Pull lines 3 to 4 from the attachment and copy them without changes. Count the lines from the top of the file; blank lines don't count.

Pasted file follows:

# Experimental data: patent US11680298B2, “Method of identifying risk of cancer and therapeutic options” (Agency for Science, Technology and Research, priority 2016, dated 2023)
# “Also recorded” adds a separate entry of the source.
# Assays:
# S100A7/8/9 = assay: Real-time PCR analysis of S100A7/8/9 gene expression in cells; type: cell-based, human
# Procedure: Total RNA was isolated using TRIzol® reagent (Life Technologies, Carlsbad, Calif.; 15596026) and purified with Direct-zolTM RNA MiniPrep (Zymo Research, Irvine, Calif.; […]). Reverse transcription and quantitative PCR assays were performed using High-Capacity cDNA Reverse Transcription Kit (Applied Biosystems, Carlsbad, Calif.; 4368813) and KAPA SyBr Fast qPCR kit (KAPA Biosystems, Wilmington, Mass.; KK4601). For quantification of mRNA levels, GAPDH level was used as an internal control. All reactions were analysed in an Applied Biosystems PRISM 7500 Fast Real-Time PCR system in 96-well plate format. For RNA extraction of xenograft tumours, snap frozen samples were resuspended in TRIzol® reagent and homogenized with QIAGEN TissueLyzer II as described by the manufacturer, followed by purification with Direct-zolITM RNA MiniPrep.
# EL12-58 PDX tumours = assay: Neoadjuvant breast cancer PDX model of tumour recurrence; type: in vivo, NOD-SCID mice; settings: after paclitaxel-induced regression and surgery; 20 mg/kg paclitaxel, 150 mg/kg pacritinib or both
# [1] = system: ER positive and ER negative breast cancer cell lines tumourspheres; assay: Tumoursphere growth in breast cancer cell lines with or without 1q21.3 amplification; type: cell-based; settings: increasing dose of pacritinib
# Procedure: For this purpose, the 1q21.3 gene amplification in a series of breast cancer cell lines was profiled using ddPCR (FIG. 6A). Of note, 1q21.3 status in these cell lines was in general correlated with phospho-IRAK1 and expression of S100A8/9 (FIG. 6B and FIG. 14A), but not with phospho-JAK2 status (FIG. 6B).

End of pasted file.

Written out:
# Assays:
# S100A7/8/9 = assay: Real-time PCR analysis of S100A7/8/9 gene expression in cells; type: cell-based, human